How Can You Repair Something That’s Now Scattered About In A Million Pieces?
By Lance Wallnau
Have you ever had this experience? A fragile, cherished vessel slips from your hand, crashing to the surface below. You likely have observed your own heart in a similar way after a deep disappointment, loss or betrayal.
How can you repair something that’s now scattered about in a million pieces?
The world tries super glue, the devil suggests a trash can, but God alone
has a way of fixing things so that something greater comes forth. God’s healing power is mirrored in the beautiful art form called “kintsugi,” where broken vessels are repaired with gold in a way that goes beyond repair—and
a more beautiful piece is formed. The word “kintsugi” literally means “golden joinery,” and is a perfect picture of what the Spirit of God does when He touches the very area in which the devil seeks
to break us. In this ancient Japanese art of repair, the artist does not try to hide the history.
Rather, the history is highlighted with veins
of gold, or perhaps silver, thus adding a new dimension to the vessel's value and beauty.
This concept is exemplified in the human body as well. When a bone
is broken it comes out stronger in the place where the original break was formed.
Look at Jeremiah 18, where
in the midst of Jeremiah’s frustration with his nation, God reminded the prophet that He alone is the Master Potter and has power to create and recreate when a vessel is marred.
The celebrated 19th century preacher, Charles Spurgeon, once uttered this impromptu prayer: “Lord, You have done more with us than You did with Thomas, for he was told to place his finger into the open wounds in Your hands and side, but You,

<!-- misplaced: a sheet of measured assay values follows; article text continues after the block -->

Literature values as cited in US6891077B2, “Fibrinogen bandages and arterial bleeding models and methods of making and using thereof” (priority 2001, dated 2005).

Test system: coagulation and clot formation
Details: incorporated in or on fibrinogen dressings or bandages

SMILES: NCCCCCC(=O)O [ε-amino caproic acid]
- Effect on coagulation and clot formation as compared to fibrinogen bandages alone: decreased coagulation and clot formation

O Lord God, have done something greater with us, for You placed Your finger into our open wounds and healed them.” Indeed, God puts His finger into the wounds in our life and seals them with gold.
In the final hours of Jesus' life, He warned Peter that the enemy sought to sift the young apostle and rob him of his calling. Why did Jesus pray for Peter to come through the ordeal successfully? Why
not rather pray that Peter be able to sidestep the sifting in the first place?
In some way, the warfare intended to be used by the enemy to break us actually
makes us stronger and of greater value!
All heroes go on a heroic journey where they engage in a fierce struggle against a worthy opponent, only to become
transformed as a result of their conflict.
Joseph was made stronger by the ordeal of betrayal, David was fashioned into a commander in the cave of Adulum. The frail
Jedi Obi Wan engaged in a lightsaber duel with Darth Vader in order to buy time for the next generation to escape. ”Strike me down,” he warned Vader, “and I shall become more powerful than you can possibly imagine.”
Consider this: Given a choice between sparing you temporary discomfort or letting you have a moment's light affliction in exchange for an eternal increase in reward, which would
you want Him to choose for you? Is it better to deliver you “from” the process, or deliver you “through” the process?
times you are delivered from the fire, but when you walk “through” the fire, God declares “I will be with you!” You will come out a winner on the other side, and like Peter, Joseph, and David, the new vessel will be able to
contain and reveal a whole new level of glory. God is the ultimate “kintsugi” artist!